AMHERST – The People of the Book Discussion group, a periodic gathering to discuss themes in Jewish literature in Amherst, is now adding a new facet to its book group – a separate film and book group hosted by local scholars.
The People of the Book Film and Book Group will screen four monthly films on Monday evenings at 7 p.m. at Amherst Cinemas, starting this month.
The People of the Book book group began eight years ago when James R. Kelly, Humanities Research Services Librarian at the W.E.B. Du Bois Library at the University of Massachusetts, noticed a posting for a grant collaboration between the American Library Association and the Next Book Foundation for a book group featuring Jewish literature to be led by a scholar. The grant gave a modest amount of money to help with training and some incidentals, and the idea was to have one scholar at one institution lead the group.
“I couldn’t think of a better area in which to do that than here given the richness of scholarship there is and the Yiddish Book Center,” Kelly said. “While they were thinking ‘public library-academic library/one scholar-one place,’ my idea was [using] scholars from all of the institutions and maybe moving the group around.”
From the beginning, the group did recruit scholars from all the Five Colleges and the Yiddish Book Center became the original home for the group. While the grant was only for the first year, the program continued on, partially because of the support of Yiddish Book Center founder Aaron Lansky and due to the scholars who have graciously led discussions pro bono.
The group met at the Yiddish Book Center for six years before moving to Amherst College. Two years ago, the book group was moved to the Jones Library, the public library in Amherst.
“We thought that we might be able to get some new people interested in coming if we connected it with the public library where it didn’t seem to be kind of ‘ivory-towerish’ – not that it was ever meant to be that way at all,” Kelly said. “We have been pleased and excited doing it all these years. We’ve got a pretty significantly large list-serve that we communicate with. The people who come are largely in the retirement community, but they always will have read the book, and they always will have things to say.”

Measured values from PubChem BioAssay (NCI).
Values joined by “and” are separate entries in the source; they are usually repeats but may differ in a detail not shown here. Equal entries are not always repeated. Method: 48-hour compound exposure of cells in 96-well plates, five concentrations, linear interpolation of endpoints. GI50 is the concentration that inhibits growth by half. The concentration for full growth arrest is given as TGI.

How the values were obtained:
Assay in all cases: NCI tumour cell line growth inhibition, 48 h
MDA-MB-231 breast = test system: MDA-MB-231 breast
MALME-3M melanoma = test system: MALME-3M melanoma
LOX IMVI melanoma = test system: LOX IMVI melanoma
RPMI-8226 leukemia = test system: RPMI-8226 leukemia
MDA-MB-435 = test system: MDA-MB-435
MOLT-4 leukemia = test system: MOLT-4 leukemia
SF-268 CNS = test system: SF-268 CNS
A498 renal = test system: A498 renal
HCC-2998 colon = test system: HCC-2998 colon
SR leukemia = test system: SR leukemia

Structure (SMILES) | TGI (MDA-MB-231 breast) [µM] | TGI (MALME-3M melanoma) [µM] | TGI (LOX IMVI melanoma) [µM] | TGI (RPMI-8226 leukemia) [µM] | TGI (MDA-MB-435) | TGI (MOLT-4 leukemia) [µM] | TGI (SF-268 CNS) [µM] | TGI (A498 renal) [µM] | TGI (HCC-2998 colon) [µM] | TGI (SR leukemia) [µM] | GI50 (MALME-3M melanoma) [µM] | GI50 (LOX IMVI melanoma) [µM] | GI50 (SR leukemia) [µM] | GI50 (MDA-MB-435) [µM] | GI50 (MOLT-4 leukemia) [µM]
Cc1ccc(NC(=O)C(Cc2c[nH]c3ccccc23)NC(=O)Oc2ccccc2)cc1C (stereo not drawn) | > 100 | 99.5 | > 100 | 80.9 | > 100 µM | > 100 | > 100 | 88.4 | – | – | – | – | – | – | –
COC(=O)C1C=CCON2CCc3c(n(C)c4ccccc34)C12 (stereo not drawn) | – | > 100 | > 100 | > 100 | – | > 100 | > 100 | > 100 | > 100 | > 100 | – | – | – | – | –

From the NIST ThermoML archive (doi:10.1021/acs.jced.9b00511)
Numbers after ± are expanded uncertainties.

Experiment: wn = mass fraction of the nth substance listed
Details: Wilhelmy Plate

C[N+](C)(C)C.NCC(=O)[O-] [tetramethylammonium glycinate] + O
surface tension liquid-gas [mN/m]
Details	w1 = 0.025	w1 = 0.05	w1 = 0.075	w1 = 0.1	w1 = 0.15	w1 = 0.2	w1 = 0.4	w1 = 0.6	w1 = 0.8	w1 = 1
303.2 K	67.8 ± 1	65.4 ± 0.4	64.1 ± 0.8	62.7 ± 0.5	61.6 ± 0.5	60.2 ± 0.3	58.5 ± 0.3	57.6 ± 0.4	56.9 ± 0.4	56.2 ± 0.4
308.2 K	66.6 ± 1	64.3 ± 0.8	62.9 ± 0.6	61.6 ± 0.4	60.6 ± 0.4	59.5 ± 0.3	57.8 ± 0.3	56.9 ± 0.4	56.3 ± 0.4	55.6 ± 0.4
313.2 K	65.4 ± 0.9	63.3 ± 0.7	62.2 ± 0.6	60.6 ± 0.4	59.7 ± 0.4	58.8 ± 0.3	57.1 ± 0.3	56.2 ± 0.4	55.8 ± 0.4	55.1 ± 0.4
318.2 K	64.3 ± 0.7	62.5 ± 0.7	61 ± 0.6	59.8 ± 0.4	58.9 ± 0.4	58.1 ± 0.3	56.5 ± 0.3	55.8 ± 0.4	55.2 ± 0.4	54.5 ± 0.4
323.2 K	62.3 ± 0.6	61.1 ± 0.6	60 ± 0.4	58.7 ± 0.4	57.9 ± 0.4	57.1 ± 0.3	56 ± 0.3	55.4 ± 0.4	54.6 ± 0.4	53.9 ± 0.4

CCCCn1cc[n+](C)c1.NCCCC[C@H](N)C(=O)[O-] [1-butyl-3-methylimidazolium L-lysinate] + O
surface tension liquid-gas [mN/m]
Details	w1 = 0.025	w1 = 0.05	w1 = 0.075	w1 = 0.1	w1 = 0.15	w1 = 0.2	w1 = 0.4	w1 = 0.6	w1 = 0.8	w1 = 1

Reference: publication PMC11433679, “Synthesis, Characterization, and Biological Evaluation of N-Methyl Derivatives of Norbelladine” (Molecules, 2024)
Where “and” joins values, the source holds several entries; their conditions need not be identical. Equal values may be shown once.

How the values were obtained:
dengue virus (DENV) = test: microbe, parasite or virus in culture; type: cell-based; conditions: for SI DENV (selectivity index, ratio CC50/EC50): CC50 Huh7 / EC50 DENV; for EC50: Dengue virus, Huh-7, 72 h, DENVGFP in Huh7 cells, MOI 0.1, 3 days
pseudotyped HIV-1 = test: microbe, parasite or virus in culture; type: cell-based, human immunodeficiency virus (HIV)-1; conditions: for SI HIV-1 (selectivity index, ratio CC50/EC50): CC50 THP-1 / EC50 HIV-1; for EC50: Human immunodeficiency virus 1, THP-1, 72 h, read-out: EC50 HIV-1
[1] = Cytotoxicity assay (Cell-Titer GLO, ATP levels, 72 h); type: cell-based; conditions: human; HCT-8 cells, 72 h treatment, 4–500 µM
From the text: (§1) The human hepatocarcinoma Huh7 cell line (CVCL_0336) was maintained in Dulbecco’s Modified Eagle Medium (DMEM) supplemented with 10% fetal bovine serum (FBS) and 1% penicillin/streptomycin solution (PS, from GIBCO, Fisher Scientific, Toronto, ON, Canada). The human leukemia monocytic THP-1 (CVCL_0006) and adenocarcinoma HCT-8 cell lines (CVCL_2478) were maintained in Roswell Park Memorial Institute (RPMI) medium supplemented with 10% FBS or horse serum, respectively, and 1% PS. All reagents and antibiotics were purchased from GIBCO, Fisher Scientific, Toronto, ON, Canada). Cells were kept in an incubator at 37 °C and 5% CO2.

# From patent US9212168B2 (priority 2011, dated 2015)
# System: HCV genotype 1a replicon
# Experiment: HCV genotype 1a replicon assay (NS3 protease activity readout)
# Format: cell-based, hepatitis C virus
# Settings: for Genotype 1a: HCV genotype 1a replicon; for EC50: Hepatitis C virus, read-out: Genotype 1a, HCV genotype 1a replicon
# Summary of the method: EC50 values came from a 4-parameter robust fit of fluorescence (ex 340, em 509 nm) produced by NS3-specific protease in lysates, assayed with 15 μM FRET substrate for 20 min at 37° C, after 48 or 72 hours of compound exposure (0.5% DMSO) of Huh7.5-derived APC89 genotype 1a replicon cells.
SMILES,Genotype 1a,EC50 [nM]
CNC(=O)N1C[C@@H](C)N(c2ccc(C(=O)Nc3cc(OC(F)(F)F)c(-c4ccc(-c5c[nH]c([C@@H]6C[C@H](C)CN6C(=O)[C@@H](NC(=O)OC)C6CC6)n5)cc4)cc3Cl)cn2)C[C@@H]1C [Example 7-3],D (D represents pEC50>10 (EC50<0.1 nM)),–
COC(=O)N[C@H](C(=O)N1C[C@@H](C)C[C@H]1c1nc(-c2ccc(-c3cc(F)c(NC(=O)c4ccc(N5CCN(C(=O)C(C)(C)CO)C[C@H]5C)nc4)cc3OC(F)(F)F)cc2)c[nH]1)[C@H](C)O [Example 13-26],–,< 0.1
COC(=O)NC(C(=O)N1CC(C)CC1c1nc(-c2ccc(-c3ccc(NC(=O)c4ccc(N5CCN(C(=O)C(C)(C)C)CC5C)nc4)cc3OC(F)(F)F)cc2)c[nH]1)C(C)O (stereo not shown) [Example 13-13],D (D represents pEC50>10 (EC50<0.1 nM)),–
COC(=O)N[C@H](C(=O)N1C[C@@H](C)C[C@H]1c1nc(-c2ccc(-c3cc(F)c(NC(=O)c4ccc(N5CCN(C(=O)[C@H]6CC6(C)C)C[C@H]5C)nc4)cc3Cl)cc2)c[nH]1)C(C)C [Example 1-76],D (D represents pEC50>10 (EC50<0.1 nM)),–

As the book committee – Kelly, Nora Gerard and Mark Blumberg (both formerly of the Yiddish Book Center) and Ilan Stavans of Amherst College – was planning for this year’s book discussion group, they talked about branching out to offer films as well. After connecting with the Amherst Cinema and coming up with four films, the Book and Film Discussion program was created.
(The People of the Book Discussion Group, featuring four different books, is also still running. For more information on that program go to http://guides.library.umass.edu/people.)
The first film, “Army of Shadows,” will be screened Monday, Sept. 23 at 7 p.m. The discussion will feature author and historian Lisa Lieberman, who will discuss Jean Pierre Melville’s film about the French Liberation during WWII in relation to her translation of Jean Paul Sartre’s essay, “Paris Under the Occupation.”
On Monday, Oct. 21, the film featured will be “Aimee & Jaguar,” and Anne Ciecko of UMass Amherst will discuss Erica Fischer’s book and Max Färberböck’s film adaptation that tell the story of two Berlin women (one a Jewish journalist, the other an SS Officer’s wife) who fall in love during World War II.
The Coen Brothers’ “A Serious Man” will be screened on Nov. 11. Ilan Stavans of Amherst College will discuss the film about the tribulations of a suburbanite Jewish professor in the 1960s in relation to “The Book of Job” (King James Version).
On Dec. 2, Barton Byg of UMass Amherst will discuss “The Flat,” Arnon Goldfinger’s documentary of the secrets he uncovered while sorting out his late grandparents’ Lebanon apartment. A book has not been selected for that program as yet.
“Our audiences are intellectually curious people who love film and books. It’s a perfect combination!” said Carol M. Johnson, executive director of Amherst Cinema. “We’re thrilled the scholars who lead the People of the Book discussions were interested in extending the discussion to thoughtfully paired texts and films. Good books and superb films are a perfect combination.”
Seating for the films is limited and advance ticket purchase is highly recommended. Tickets are regular admission, available at the Amherst Cinema box office or website (www.amherstcinema.org).
For more information about each of the films, visit http://amherstcinema.org/node/1254.